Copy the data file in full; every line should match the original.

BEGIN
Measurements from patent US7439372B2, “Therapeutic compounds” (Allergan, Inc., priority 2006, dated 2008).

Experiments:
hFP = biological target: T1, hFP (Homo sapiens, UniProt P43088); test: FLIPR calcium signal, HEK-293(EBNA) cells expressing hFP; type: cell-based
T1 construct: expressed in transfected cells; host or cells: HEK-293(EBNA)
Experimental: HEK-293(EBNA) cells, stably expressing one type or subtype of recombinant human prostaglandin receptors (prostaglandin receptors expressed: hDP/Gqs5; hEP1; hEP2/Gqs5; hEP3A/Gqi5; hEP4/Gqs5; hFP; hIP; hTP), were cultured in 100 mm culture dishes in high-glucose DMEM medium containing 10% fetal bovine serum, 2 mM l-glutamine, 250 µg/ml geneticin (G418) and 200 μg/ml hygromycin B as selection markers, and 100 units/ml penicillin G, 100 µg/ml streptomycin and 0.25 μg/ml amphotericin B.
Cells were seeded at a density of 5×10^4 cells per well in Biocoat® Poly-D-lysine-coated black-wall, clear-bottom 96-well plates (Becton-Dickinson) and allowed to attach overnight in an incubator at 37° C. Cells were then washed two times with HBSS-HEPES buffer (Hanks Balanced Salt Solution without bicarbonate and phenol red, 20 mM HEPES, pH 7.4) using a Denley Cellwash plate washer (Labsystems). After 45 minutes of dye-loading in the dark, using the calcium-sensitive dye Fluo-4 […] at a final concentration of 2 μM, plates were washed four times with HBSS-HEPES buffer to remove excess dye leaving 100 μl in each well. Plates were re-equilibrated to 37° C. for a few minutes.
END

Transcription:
Measurements from patent US7439372B2, “Therapeutic compounds” (Allergan, Inc., priority 2006, dated 2008).

Experiments:
hFP = biological target: T1, hFP (Homo sapiens, UniProt P43088); test: FLIPR calcium signal, HEK-293(EBNA) cells expressing hFP; type: cell-based
T1 construct: expressed in transfected cells; host or cells: HEK-293(EBNA)
Experimental: HEK-293(EBNA) cells, stably expressing one type or subtype of recombinant human prostaglandin receptors (prostaglandin receptors expressed: hDP/Gqs5; hEP1; hEP2/Gqs5; hEP3A/Gqi5; hEP4/Gqs5; hFP; hIP; hTP), were cultured in 100 mm culture dishes in high-glucose DMEM medium containing 10% fetal bovine serum, 2 mM l-glutamine, 250 µg/ml geneticin (G418) and 200 μg/ml hygromycin B as selection markers, and 100 units/ml penicillin G, 100 µg/ml streptomycin and 0.25 μg/ml amphotericin B.
Cells were seeded at a density of 5×10^4 cells per well in Biocoat® Poly-D-lysine-coated black-wall, clear-bottom 96-well plates (Becton-Dickinson) and allowed to attach overnight in an incubator at 37° C. Cells were then washed two times with HBSS-HEPES buffer (Hanks Balanced Salt Solution without bicarbonate and phenol red, 20 mM HEPES, pH 7.4) using a Denley Cellwash plate washer (Labsystems). After 45 minutes of dye-loading in the dark, using the calcium-sensitive dye Fluo-4 […] at a final concentration of 2 μM, plates were washed four times with HBSS-HEPES buffer to remove excess dye leaving 100 μl in each well. Plates were re-equilibrated to 37° C. for a few minutes.